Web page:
We’ve had a small herd of beef cattle for nearly a decade now, and I’ve never been seriously injured by one. In fact, I can only remember a single incident where things came close to getting serious, and it wasn’t really the cow’s fault. But for folks less familiar with cattle, the question comes up: what do I do if a cow or bull charges me?
From folks who have experience being charged by cattle, you’ll hear a variety of responses, with no real consistent pattern. I can’t guarantee any of these will work, but here are a few ideas you might keep in mind if being charged by a cow or bull.
Don’t try to outrun a cow, they’re much faster than us. Stand your ground and make yourself look and sound large. Step to side when they approach and hit them in the nose or face.
If you can get to a tree or another object to climb or hide behind, make a beeline for it. If you sense a threat of being charged, don’t enter a pasture where you can’t be near the fence or an object of safety in the event an animal charges you.
Run away, but don’t run in a straight line. Run in a zig zag pattern. Cows can run fast but can’t maneuver and change directions on a dime.
Stand your ground, throw something at the charging animal, and step to the side as it approaches. If it passes by and turns back, stand tall, yell at it, throw stuff at it and try hitting it in the nose or face.
If it’s a cow, stand your ground. If it’s a bull, run.
Fall flat and pretend to be dead.
Okay, so those are a few suggestions I’ve seen from people who have been around cattle, but I don’t know if any of them are ‘right’, or work better than any others. Fortunately, I don’t know what I’d do because I haven’t been in a situation where I had to choose!
My philosophy is that most of the potential for danger with cows can be prevented in the first place. First off, by only purchasing and raising calm, gentle animals you’ll minimize the possibility of being charged. The more time you spend in close proximity to those animals, the more they tend to trust you, rely on you for food and access to food or water, and consider you a master or friend. Even bulls can be friendly. Bulls who are raised in close contact with humans and are well handled tend to be much easier and gentler to have on the farm. Never trust a bull, though. You just never know what they can do.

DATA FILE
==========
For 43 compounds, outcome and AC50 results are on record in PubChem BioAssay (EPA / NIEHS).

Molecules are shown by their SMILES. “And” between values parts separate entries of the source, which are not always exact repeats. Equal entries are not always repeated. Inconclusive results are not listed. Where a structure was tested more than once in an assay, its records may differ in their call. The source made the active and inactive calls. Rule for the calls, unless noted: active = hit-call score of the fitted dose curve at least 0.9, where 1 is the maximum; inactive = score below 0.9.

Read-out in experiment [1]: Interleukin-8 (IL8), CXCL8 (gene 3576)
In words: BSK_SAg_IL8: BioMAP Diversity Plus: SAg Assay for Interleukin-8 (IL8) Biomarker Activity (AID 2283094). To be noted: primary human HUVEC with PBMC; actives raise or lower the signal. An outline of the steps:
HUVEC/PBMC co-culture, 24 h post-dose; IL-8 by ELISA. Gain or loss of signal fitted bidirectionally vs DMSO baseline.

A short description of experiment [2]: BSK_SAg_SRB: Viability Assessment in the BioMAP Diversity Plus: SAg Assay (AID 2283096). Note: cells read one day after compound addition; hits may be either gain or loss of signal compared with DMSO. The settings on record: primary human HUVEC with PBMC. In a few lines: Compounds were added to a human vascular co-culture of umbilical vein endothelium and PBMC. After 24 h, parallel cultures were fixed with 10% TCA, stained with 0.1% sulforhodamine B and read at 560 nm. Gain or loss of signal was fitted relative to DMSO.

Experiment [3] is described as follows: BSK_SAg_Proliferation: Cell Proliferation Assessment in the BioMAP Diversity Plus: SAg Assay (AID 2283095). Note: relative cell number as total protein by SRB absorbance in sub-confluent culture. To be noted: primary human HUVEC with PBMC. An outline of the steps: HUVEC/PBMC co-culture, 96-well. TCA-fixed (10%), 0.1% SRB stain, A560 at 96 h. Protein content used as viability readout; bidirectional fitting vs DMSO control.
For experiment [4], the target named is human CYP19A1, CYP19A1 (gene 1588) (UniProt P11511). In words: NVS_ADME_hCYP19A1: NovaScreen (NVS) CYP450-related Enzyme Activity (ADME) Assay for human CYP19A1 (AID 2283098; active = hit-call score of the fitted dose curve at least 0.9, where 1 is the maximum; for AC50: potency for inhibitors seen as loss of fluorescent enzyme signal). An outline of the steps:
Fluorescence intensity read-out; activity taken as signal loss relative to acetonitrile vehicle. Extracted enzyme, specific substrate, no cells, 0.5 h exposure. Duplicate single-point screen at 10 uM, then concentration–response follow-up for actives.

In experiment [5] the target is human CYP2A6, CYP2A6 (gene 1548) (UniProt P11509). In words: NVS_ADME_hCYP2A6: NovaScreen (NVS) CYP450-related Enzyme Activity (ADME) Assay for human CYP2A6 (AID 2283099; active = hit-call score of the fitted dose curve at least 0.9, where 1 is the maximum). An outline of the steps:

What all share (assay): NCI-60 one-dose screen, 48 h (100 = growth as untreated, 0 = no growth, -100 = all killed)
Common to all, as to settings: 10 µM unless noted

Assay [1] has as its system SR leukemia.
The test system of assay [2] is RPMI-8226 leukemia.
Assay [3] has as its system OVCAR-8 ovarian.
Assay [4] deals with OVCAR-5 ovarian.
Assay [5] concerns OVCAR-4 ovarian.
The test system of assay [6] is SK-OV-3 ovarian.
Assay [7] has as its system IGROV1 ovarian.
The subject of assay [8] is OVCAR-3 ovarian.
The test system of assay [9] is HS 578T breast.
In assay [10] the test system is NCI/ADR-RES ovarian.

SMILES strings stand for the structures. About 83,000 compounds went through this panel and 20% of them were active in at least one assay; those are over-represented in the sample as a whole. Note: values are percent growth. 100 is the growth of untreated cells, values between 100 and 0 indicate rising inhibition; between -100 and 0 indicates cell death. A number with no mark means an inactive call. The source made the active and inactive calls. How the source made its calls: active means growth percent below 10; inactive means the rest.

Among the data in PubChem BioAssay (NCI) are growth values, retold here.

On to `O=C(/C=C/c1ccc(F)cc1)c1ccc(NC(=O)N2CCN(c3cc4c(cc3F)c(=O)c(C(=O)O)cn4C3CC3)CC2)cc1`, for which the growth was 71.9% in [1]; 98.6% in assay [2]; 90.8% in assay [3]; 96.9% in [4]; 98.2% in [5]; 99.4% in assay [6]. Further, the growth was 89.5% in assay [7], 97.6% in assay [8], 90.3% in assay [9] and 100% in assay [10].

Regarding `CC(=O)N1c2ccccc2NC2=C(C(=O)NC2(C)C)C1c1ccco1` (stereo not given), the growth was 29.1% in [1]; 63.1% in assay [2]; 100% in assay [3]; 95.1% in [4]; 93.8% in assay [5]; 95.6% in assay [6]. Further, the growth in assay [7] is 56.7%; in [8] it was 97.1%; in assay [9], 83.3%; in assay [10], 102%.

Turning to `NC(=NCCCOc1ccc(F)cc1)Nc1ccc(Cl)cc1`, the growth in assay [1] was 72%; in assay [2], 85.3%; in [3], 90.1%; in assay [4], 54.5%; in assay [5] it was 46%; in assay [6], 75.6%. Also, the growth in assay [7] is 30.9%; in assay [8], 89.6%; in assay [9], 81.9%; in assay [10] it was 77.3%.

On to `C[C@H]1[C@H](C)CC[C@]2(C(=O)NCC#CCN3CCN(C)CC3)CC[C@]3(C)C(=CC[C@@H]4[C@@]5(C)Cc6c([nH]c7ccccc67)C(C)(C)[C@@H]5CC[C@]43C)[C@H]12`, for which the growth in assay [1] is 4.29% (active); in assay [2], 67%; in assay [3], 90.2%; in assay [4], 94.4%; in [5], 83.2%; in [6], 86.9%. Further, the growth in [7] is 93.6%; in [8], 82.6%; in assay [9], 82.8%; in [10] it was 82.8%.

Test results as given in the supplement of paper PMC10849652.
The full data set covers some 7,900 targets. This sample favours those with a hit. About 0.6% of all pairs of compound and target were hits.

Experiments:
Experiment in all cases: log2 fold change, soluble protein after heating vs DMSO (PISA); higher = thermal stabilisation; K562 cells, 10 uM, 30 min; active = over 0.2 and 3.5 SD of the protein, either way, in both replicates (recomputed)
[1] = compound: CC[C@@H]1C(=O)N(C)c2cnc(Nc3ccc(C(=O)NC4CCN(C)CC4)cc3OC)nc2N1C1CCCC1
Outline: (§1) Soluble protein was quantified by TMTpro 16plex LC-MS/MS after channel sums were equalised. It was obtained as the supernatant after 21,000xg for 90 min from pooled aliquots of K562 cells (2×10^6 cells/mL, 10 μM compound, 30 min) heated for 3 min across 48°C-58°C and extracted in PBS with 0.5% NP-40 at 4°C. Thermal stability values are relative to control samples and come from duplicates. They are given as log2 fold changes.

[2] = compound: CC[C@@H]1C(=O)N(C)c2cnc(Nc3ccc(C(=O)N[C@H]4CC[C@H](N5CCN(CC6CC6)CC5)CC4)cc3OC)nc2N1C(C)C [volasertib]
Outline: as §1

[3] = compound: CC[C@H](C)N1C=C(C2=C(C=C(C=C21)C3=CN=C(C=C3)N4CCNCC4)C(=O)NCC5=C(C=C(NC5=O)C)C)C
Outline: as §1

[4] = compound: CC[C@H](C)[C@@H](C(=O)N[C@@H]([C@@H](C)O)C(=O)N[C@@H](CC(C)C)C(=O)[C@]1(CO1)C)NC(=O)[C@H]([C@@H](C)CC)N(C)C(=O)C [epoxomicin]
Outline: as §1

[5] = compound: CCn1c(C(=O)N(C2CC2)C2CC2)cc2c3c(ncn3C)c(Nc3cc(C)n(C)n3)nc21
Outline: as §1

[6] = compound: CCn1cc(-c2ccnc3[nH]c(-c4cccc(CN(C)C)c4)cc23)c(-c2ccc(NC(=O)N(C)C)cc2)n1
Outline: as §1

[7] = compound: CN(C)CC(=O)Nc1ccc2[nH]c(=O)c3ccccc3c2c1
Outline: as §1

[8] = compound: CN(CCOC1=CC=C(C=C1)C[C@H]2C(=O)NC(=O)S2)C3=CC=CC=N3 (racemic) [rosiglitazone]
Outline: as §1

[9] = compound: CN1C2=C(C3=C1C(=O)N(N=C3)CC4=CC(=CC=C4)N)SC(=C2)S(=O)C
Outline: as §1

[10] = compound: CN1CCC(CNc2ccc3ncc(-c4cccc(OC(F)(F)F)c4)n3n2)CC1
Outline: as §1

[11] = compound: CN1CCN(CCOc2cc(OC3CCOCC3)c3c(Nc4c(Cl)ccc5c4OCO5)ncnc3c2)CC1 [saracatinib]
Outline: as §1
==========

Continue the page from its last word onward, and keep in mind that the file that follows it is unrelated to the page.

At times I’ve had our gentle herd of cattle come running at me full bore. If I wasn’t familiar with them I’d think I was being charged, and might take off running, scared, which would probably cause them to run at me even faster. In reality, though, my cows are running because they’re hungry and excited, and think I’m moving them to a fresh paddock of lush, green grass!! If I stand my ground they’ll come to a halt a couple feet away and probably just moo at me, asking where the food is.
The one time I really got charged was a tough situation for both me and the cow. She’d had a hard birth and her calf wasn’t doing too well. It wouldn’t stand and nurse, and I had to take the calf away from her so we could get it in the house, get it warmed up and bottle feed it. When a cow has a newborn calf, there’s an overpowering instinct to protect that calf from anything. Some cows will recognize you and seem to understand you’re not going to hurt their calf. Poor or new mothers might ignore their calf. But most good mother cows are going to be very upset by anyone getting near their calf! This cow charged me aggressively, putting me off balance and on the ground, and my wife fortunately stepped in and scared her back.
I’ve been in lots of similar situations when tagging newborn calves with nervous, unhappy mothers angrily approaching. If the situation looks to be dangerous, simply getting away from the calf should quickly eliminate the threat. These days we’re not tagging or working calves at birth, eliminating the potential for being charged, but in the pasture I never really considered this a serious threat with my herd. However, I’d never try working a calf in an enclosed area, like a barn, with the mother cow nearby. In fact, doing anything stressful to cows in close quarters without the proper equipment is a bad idea. That’s a recipe for getting hurt!
So in a nutshell, there are a variety of things you can do if you’re ever charged by a cow. I don’t know which works best. My advice? Avoid aggressive animals, and avoid situations where you could be charged. That way, you won’t even have to ask the question!